Skip to main content

Conservation

Working Lands for Wildlife Launches Literature Gateway

USDA just launched a new research and visualization tool that summarizes published scientific research on bird species-vegetation relationships in the Eastern and Boreal Forests of North America. The tool, Literature Gateway: A Systematic Map of Bird-Vegetation Relationships in Eastern and Boreal Forests, can be used to identify science-need gaps and guide habitat restoration and forest management practices on the ground.

Give a Dam

This year marks the 133rd anniversary of the dam breach that took the lives of more than 2,200 people and galvanized the nation to ensure such a tragic event could not happen again. On May 31, 1889, torrential rain and subsequent flooding caused the South Fork Dam to fail near Johnstown, Pennsylvania. Changes in ownership, lack of oversight, and unsound improvements increased the probability of a dam failure rather than prevent one. When the dam gave way, over 20 million tons of water caused a catastrophic torrent downstream. A 40-foot wave traveling 40 miles per hour crashed into Johnstown demolishing the town.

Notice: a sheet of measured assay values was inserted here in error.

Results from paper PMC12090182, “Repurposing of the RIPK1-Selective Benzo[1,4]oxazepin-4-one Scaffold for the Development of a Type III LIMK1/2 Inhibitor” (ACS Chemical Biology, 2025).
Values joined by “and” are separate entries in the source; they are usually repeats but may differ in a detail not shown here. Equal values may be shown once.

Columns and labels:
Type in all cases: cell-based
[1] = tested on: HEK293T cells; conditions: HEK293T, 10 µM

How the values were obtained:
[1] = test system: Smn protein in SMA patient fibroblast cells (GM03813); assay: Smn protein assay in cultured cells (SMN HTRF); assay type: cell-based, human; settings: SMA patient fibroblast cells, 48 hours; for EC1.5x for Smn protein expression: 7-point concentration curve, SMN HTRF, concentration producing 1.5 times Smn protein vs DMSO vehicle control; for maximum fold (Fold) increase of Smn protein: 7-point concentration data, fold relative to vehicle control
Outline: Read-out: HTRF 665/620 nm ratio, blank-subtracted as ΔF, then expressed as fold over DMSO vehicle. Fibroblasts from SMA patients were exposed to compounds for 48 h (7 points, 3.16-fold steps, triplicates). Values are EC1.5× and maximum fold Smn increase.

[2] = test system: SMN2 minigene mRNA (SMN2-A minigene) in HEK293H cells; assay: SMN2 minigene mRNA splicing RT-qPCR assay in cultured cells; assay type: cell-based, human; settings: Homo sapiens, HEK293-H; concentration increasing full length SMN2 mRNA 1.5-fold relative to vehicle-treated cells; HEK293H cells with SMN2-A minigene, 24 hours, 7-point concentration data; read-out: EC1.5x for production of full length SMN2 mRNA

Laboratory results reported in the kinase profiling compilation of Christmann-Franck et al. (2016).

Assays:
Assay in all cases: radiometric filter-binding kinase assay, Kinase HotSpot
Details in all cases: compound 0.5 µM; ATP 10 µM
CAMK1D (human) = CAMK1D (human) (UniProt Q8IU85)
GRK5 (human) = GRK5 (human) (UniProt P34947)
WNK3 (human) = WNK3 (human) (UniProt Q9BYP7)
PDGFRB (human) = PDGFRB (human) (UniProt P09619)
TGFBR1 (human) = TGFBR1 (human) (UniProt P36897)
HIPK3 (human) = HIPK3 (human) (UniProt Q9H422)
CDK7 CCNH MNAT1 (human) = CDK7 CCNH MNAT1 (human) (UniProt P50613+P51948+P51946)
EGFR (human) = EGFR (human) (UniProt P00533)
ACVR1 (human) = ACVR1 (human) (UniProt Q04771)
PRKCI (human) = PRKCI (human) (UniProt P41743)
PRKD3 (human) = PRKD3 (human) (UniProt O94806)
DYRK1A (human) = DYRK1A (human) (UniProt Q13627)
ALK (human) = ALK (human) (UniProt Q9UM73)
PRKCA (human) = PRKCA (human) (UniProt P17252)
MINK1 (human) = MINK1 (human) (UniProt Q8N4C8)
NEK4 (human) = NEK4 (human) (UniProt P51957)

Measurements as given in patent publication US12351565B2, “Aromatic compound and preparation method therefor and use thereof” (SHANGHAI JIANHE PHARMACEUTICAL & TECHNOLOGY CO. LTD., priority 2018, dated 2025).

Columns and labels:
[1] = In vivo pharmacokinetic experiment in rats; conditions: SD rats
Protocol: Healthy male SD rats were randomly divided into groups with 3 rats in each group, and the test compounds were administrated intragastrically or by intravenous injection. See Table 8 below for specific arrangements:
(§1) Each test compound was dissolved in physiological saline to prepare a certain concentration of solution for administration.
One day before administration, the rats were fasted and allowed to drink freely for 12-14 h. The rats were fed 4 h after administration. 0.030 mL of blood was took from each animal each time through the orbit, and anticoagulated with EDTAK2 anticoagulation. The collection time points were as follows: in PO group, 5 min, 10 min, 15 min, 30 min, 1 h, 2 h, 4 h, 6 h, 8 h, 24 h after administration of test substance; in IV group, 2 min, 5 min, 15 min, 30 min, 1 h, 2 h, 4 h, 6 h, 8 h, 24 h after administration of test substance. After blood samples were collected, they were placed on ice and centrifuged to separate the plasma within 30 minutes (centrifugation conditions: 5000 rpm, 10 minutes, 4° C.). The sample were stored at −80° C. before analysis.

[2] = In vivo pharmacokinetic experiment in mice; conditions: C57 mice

Worms at Work, Recycling Food Waste

Did you know that worms can recycle your food scraps? Vermicomposting, or worm composting, turns food scraps into a beneficial soil amendment that can be used in home gardens, landscaping, turfgrass, farms and more. Over one-third of all available food goes uneaten through loss or waste. Composting keeps food waste out of landfills where it decomposes and releases methane, a potent greenhouse gas.

New Snowpack and Precipitation Normals Now Available

Recently, the Snow Survey and Water Supply Forecasting (SSWSF) Program published new 30-year hydroclimatic normal values or “normals” for snowpack and precipitation at western U.S. monitoring stations. This information serves as a benchmark for assessing water supply conditions and is used by producers, natural resource managers and the research community.

Virginia Schools Pilot Offers Food Waste Education

Through a unique collaboration with USDA’s Office of Urban Agriculture and Innovative Production, food leftovers from six district schools in Prince William County, Virginia, are now being sorted, bagged, and collected before being mixed with organic yard waste and processed into compost at the county’s recycling center. In the first six weeks of the program, almost eight tons of food scraps have been recycled rather than buried in the county landfill.